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I agree with the advice to buy the trailer you want (if you have the $$$!) and then buy the right vehicle to tow it. In our case, fall 2014 just couldn't see the utility of the extra 3 feet over anFC 27. So we bought the 27. Having spent a year full-timing in it, we're happy with our choice and we've covered 35k miles including two coast to coast trips. We like to go to National Parks, and some of them limit to 27. There have been several places where we were glad to be no longer than we were, including Kings Canyon NP and the KIRK Creek campground on the PCH, which is fabulous. We have a 2015 GMC Sierra 1/2 ton with the max trailer tow package and 420 hp 6.2 liter gas engine. It has a payload of 1960 lbs per the door sticker and gets 11-13.5 mpg towing. It has a short box that still holds enough for two of us including Honda generator, 3-gallon gas can, grill, satellite dish and boxes with out of season shoes and clothes plus a big, heavy toolbox. Like you, we drove the 3/4 tons and found them a little ponderous. We never felt limited by the size of the closet or refrigerator, which are a bit smaller than 30. Of course we are only 2 people and one big dog. See our blog at thegoldenyear.com for lots of photos.
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Old 11-18-2016, 09:04 PM   #10
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I don't see any real difference in driving a 1/2 ton and 3/4 ton. I've had a 2500HD Duramax since '06 and it was my daily driver until I retired 2 years ago. I have friends with an F150 and a Tundra and they are no easier to drive around town than my 2500 and my 2500 will fit in my garage if I fold the mirrors in. My other cars are a Mini and a 1M BMW and I still enjoy the truck in town or on the highway. Better visibility and safer. Buy the trailer you want and get the proper truck to pull it. Better to have too much truck than not enough.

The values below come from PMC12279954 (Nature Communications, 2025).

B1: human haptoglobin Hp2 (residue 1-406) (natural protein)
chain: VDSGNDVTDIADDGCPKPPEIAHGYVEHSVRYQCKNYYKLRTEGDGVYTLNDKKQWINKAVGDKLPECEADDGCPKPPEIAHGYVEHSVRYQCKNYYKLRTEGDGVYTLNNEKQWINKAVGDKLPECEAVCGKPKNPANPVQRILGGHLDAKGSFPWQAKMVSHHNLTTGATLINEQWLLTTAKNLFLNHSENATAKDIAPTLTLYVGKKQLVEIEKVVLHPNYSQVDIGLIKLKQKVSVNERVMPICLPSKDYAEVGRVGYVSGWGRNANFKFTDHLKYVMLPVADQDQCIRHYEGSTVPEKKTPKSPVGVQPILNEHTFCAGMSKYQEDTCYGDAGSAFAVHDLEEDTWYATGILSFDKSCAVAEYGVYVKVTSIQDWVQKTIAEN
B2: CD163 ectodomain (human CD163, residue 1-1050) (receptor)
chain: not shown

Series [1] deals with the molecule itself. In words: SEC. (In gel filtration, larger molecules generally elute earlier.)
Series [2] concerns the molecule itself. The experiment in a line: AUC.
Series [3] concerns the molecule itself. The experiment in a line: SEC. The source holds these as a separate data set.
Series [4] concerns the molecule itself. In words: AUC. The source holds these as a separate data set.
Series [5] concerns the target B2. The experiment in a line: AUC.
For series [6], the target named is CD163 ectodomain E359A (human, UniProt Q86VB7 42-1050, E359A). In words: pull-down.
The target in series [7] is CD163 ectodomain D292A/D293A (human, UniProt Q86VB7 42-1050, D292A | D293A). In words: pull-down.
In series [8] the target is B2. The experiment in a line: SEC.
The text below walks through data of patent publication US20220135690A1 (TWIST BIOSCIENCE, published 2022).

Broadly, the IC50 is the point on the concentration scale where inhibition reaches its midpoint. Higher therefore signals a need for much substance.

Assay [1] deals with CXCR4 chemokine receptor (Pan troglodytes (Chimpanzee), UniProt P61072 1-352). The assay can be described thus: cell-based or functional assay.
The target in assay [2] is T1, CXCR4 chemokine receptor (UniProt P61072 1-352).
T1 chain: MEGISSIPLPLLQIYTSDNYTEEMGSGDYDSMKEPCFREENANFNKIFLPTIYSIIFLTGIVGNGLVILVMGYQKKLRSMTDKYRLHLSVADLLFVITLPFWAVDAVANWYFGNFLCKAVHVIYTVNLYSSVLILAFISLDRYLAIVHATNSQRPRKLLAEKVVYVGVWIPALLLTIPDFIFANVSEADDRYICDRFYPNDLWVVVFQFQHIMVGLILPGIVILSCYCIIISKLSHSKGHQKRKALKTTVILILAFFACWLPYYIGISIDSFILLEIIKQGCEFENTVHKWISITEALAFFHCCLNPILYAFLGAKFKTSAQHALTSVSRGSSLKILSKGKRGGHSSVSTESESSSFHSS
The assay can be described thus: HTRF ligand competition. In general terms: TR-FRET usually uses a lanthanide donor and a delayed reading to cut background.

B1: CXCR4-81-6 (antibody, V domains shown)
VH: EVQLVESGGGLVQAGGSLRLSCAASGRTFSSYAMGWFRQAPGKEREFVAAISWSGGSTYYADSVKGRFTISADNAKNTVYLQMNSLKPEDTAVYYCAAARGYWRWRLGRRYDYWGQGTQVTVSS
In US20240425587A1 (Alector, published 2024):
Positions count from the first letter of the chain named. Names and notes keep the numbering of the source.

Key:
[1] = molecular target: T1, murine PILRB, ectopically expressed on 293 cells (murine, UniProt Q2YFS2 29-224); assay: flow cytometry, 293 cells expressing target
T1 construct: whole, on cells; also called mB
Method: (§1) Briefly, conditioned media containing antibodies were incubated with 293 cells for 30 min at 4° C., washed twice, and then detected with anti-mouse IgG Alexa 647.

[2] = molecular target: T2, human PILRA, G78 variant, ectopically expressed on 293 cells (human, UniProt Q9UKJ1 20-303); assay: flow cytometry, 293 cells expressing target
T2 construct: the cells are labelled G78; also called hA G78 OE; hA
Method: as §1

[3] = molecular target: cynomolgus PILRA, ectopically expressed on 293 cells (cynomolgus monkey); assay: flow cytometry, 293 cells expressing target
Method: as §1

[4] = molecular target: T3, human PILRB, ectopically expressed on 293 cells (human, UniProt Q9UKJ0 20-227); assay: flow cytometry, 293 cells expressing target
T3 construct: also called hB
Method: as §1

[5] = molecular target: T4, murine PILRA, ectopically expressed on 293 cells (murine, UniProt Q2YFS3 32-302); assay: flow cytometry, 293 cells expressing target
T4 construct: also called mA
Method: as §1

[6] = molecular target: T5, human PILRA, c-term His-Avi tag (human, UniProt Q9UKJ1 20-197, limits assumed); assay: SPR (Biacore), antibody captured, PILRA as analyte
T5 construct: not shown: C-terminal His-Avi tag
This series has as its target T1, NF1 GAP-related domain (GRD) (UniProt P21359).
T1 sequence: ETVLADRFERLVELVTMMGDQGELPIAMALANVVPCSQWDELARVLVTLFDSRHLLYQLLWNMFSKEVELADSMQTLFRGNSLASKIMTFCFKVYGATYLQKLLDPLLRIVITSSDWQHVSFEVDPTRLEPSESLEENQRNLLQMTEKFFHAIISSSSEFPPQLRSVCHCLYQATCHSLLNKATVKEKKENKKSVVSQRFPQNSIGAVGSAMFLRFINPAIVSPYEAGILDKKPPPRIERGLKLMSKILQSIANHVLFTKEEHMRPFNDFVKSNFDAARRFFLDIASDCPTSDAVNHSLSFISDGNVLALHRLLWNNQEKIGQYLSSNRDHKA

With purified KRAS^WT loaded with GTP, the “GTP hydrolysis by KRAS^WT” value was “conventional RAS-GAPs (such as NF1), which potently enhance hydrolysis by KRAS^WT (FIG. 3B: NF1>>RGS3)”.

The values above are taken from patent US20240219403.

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Old 11-18-2016, 10:57 PM   #11
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I like a well-matched tow vehicle. That way we can carry what we need without hurting our backs or shaking our Airstream apart, or spending money that we can otherwise use for enjoying our travels.
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Old 11-19-2016, 05:48 AM   #12
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I don't see any real difference in driving a 1/2 ton and 3/4 ton ... Buy the trailer you want and get the proper truck to pull it. Better to have too much truck than not enough.
Ditto here ... I've now had an F250 with 7.3L Turbo Diesel, F150 5.0L V8, RAM 1500 5.7L Hemi V8, and now RAM 3500 w/ Cummins Turbo Diesel ... there's no difference to speak of between each of the trucks assuming the same configuration. My preference has been a Crew Cab with a standard 6' bed for daily driving ... it's a touch long, but not an issue. That said, there is a major difference in springs/stiffness. The 3500 is too stiff. I "needed" it for the boat I want to buy but if I had it all do do over again, I'd have gone with a 2500 Cummins Turbo Diesel, MegaCab, and Long Bed and then add a cap and a truck bed sliding "cargo drawer."

That said, the 3500 softens up considerably under the load of my 2017 Classic 30 ... I pull with a Pro-Pride hitch. I need to hang a length of paracord from my visor, directly in my vision, as a constant reminder that the trailer is connected because it's too easy to forget it's back there... And that extra room for just the two of us is pretty awesome...